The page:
Greatest series fightbacks September 8, 2005

Do not go gentle into that good night

ESPNcricinfo staff
More readers' submissions of great series fightbacks

The excellent response to our feature on series fightbacks continued after we put up our first batch of reader submissions, so here's the second one. Keep them coming, and keep them between 150 and 250 words.

Narendra Hirwani: a remarkable debut and a fine series comeback © Getty Images

Hirwani's moment in the sun

Shyam Kalamani on India v West Indies 1987-88

West Indies were the undisputed kings of cricket in the 1980s and thrashed every team with fearsome fast bowling and explosive batting. However, the West Indian juggernaut was jolted in its romp in the dustbowls of India in 1987-88. They had a powerful batting line-up led by Viv Richards, supported by the likes of Gordon Greenidge, Desmond Haynes, Richie Richardson and Gus Logie, with a new-look pace attack of Patrick Patterson, Courtney Walsh, Winston Davis and Winston Benjamin, following the retirement of Joel Garner and Michael Holding and the unavailability of Malcolm Marshall.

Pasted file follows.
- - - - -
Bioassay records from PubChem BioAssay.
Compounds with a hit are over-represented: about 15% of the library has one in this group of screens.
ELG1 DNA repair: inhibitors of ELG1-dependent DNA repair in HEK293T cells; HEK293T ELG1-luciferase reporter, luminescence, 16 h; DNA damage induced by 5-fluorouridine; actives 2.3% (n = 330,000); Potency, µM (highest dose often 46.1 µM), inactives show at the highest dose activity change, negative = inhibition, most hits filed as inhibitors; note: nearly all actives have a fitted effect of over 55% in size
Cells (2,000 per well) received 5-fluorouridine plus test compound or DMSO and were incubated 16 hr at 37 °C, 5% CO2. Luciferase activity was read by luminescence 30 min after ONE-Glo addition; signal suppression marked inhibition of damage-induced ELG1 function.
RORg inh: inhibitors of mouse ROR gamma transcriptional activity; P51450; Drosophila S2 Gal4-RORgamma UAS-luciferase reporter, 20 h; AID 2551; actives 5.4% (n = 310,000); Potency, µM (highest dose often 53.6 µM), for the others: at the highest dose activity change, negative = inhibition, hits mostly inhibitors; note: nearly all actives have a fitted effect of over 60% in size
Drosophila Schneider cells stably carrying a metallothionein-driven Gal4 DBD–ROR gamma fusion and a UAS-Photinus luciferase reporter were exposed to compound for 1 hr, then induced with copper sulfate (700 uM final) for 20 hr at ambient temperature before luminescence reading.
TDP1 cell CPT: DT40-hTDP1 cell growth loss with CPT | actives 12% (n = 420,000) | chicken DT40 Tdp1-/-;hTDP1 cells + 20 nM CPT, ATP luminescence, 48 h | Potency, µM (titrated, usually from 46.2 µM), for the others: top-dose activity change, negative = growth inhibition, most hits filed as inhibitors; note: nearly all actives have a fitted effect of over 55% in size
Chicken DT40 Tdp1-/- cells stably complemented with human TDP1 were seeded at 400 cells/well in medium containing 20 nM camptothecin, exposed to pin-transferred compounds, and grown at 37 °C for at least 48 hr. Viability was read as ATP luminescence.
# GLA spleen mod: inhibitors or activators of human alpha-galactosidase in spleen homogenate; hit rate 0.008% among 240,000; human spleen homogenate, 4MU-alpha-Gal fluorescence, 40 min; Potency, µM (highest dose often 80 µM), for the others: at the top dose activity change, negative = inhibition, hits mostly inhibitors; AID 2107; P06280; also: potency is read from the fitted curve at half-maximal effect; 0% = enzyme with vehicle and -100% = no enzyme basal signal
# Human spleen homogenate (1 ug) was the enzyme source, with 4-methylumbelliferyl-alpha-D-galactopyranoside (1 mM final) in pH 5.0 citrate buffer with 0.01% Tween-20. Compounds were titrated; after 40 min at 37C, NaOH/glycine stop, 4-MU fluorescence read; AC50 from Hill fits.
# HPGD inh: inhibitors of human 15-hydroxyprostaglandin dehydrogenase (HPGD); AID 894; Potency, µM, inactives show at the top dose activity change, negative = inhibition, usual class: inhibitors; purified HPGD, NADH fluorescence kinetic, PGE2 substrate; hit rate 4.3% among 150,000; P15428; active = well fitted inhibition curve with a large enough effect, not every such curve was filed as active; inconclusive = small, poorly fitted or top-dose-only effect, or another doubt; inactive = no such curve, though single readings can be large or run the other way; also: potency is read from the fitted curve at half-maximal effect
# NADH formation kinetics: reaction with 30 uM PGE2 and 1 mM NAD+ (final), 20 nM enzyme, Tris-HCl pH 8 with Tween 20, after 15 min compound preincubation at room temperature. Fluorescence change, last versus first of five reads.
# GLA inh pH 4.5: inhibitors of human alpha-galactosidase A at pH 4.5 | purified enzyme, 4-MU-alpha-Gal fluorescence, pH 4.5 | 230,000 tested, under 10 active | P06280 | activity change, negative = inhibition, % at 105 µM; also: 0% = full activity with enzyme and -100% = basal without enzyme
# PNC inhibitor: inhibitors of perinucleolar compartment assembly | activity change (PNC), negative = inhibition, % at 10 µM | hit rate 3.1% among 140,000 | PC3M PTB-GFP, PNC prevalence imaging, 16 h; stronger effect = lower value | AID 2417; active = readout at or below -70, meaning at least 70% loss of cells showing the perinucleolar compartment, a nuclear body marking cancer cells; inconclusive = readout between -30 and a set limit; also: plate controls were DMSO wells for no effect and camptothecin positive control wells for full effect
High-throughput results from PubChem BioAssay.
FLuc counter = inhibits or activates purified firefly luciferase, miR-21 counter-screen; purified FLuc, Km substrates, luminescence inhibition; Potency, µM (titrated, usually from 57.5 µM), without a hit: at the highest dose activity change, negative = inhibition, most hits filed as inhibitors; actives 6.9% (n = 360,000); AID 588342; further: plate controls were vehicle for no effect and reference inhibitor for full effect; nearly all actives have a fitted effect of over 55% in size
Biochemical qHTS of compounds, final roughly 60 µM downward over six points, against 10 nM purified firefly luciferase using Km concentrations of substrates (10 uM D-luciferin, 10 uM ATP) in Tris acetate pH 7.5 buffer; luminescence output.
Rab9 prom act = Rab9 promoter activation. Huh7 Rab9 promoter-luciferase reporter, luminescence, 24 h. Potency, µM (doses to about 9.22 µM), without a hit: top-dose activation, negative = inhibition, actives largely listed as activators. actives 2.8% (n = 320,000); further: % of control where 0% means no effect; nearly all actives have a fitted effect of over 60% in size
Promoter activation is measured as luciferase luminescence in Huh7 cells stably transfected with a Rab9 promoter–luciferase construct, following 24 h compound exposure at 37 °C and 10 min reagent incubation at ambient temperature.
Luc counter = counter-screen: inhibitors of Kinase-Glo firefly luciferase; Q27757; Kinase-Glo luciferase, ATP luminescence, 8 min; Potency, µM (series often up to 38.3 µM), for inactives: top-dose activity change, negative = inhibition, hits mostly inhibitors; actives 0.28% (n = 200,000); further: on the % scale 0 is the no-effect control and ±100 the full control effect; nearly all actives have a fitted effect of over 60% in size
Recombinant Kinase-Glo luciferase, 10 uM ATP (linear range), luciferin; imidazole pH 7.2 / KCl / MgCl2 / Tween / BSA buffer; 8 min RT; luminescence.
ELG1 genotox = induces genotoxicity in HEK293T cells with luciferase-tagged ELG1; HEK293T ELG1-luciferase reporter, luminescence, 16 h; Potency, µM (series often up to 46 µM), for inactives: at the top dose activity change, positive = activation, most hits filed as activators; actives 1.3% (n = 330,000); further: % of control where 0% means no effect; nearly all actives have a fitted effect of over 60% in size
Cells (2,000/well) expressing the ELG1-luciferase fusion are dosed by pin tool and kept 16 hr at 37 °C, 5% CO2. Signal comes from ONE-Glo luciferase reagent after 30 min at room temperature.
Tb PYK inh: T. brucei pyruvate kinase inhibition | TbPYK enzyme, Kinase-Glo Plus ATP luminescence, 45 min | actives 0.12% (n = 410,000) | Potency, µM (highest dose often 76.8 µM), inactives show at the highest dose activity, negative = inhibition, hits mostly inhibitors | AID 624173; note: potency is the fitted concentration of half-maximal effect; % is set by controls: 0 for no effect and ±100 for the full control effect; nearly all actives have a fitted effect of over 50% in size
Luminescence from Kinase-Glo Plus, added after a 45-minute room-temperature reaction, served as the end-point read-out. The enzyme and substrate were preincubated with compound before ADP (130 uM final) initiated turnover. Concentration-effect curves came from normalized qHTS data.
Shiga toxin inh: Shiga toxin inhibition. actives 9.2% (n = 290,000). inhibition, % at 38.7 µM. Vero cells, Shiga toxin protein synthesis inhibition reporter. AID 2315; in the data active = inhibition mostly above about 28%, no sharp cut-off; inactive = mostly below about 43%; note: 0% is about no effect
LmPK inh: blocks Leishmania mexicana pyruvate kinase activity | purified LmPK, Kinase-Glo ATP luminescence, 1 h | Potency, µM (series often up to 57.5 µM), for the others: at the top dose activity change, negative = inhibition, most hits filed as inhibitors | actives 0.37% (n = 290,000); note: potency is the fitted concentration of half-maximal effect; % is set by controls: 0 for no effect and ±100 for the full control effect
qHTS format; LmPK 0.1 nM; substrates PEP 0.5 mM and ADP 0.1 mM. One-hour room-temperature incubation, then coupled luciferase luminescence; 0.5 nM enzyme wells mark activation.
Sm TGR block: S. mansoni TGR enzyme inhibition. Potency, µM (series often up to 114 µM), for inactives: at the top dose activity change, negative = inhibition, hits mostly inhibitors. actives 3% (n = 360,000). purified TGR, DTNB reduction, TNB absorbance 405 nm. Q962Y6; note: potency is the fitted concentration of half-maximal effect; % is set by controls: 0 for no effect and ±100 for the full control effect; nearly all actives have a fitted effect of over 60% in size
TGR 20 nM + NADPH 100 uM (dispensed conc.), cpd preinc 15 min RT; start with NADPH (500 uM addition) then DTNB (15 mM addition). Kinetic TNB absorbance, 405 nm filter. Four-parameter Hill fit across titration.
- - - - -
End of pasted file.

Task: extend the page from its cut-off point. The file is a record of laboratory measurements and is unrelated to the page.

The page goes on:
Things went according to script in the first Test at Delhi as West Indies outplayed India in a low-scoring match on a surprisingly fast wicket. This was followed by drab draws in the subsequent Tests at Bombay and Calcutta, with the Indians, led by Dilip Vengsarkar at the peak of his powers, matching West Indies in batting.The Indian think-tank, realizing that the only way to tame the mighty Windies was to have an all-out spin attack, pulled a rabbit out of the hat when they handed a debut to an unheralded 19-year-old legspinner, Narendra Hirwani, in the last Test at Chennai.

Batting first on a square turner, India, boosted by Kapil Dev's century, posted a reasonable score of 382. When West Indies batted, the bespectacled Hirwani completely bamboozled them with his classical legspin and made them dance to his tunes while taking 8 for 61, as the mighty West Indians crumbled to 184 all out, narrowly avoiding the follow-on. More was to follow after a meek Indian batting display in the second innings, when Hirwani repeated his first innings heroics with another 8-wicket haul as India won by 255 runs and snatched a series-levelling victory. This was Hirwani's moment in the sun as he single-handedly won the Test for India with 16 wickets on a fairy-tale debut, as David slayed Goliath.